Sharlene Carlson is a contemplative mother, citizen, adventurer, and engineer. Since graduating she's turned her passion for understanding systems both inwards and outwards. She's very grateful for the keen analytical mind and curiosity honed at Simon Fraser University where she graduated on the Dean's List with a BASc in Engineering Electronics. At the Engineering Centennial she asked for the best place to work in Canada and followed the answers to Nortel.
As a Co-op student she wrote code to allow phone lines to carry internet signals (yes, that was cutting edge technology once), and as a new graduate had the opportunity to see many aspects of microelectronics development through a mentorship program. Her inner geek was delighted to see Fourier transforms while doing product engineering work with Surface Acoustic Wave (SAW) devices and impressed by the enormous talent of many women doing assembly work who were sometimes without a voice. She had the opportunity to work with an extraordinarily talented group of engineers on the production of Broadband Microwave radio systems, and then transitioned to Product Management for Optoelectronic Components at a time when Canada had its own design and fabrication facilities for the fastest technologies currently in development (10 GB/s). As a product manager in the telecommunication boom years she oversaw program management, product development and new product introduction for devices as small as a gain block and as complex as 10 GB/s transceiver modules, and at the peak or production held a portfolio of high speed optoelectronics products worth over $500 million in annual sales, but her greatest satisfaction was working with the diverse and dedicated mix of people bringing those products to production. She's very grateful for the focus, dedication, and ability to analyze information that came from her engineering training, and for the experience of working with some of the best and brightest designers in high speed communications. Working with a dedicated and talented group of people towards a common goal is a tremendous gift, and engineering brought many such opportunities.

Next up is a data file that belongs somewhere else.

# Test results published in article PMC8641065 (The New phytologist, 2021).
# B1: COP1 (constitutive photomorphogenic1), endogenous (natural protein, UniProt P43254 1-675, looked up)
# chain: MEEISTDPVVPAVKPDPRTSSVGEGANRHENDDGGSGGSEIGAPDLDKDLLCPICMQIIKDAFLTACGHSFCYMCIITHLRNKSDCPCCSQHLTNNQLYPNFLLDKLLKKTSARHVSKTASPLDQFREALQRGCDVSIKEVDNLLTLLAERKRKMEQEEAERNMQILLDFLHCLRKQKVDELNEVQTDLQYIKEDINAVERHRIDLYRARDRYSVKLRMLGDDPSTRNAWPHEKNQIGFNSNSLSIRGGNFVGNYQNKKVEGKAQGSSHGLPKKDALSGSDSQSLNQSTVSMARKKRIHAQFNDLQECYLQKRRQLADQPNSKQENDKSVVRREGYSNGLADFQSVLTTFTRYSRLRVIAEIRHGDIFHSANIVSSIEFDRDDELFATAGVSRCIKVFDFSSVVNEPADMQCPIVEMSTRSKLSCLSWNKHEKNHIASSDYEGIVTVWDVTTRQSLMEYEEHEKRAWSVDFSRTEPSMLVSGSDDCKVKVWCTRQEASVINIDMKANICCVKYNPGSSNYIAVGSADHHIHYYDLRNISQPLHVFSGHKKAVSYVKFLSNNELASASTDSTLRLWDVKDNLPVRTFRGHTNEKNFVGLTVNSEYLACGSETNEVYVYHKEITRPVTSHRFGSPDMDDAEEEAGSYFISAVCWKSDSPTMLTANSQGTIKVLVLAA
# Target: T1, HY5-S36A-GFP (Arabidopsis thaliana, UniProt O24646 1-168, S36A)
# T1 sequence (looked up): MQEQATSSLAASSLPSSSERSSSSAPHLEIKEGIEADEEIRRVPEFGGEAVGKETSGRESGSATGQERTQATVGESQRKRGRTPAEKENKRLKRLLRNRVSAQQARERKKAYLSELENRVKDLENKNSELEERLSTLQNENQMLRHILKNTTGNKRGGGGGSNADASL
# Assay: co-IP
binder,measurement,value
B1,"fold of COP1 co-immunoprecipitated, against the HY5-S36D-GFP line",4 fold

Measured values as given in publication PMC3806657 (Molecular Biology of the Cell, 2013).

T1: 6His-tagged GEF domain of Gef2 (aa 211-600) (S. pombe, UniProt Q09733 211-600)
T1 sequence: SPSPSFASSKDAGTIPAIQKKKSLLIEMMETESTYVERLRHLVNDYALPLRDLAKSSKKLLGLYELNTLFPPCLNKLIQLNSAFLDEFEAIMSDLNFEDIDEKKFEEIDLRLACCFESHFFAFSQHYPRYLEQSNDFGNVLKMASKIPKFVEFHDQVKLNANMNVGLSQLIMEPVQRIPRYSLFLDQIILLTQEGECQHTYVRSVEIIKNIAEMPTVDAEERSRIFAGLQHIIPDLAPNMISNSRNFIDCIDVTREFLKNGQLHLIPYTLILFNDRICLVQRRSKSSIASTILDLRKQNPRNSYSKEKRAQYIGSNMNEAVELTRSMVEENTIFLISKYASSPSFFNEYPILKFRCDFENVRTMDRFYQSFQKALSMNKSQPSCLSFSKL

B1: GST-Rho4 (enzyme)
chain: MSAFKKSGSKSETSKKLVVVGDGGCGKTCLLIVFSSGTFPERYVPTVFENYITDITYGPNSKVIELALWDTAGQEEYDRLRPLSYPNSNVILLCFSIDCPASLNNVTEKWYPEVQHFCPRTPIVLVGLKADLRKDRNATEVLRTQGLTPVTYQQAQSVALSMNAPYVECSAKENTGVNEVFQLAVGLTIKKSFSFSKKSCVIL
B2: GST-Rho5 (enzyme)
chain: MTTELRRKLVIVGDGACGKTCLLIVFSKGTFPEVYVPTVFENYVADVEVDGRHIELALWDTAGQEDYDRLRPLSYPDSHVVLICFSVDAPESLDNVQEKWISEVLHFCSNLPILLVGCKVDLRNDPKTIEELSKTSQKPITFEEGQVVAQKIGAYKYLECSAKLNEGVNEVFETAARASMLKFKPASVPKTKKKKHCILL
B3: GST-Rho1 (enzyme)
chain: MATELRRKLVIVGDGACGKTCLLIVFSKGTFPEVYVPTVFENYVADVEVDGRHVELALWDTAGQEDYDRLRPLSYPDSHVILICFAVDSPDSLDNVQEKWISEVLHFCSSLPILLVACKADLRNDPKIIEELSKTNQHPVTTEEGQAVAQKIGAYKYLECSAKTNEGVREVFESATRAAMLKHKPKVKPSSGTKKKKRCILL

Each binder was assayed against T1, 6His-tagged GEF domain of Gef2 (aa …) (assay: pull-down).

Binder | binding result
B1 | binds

Now motherhood requires everything she's learned and more, and she finds the questions around what it means to be a good citizen in a global world more important than ever. The challenges ahead require enormous collective effort, and the types of thinking required to solve current problems are different than the ones that created them. With the 30 year anniversary of the Montreal Massacre, an atmosphere of polarization and populism in politics, and the urgency of action required on climate change, she finds the words of a young woman in Nazi Germany, Etty Hillesum, especially relevant, “Each of us must turn inwards and destroy in [ourselves] all that [we think we] ought to destroy in others. And remember that every atom of hate we add to this world makes it still more inhospitable.” The ability to listen to those different from us and develop sustainable political and human systems that recognize and support our interconnectedness is essential.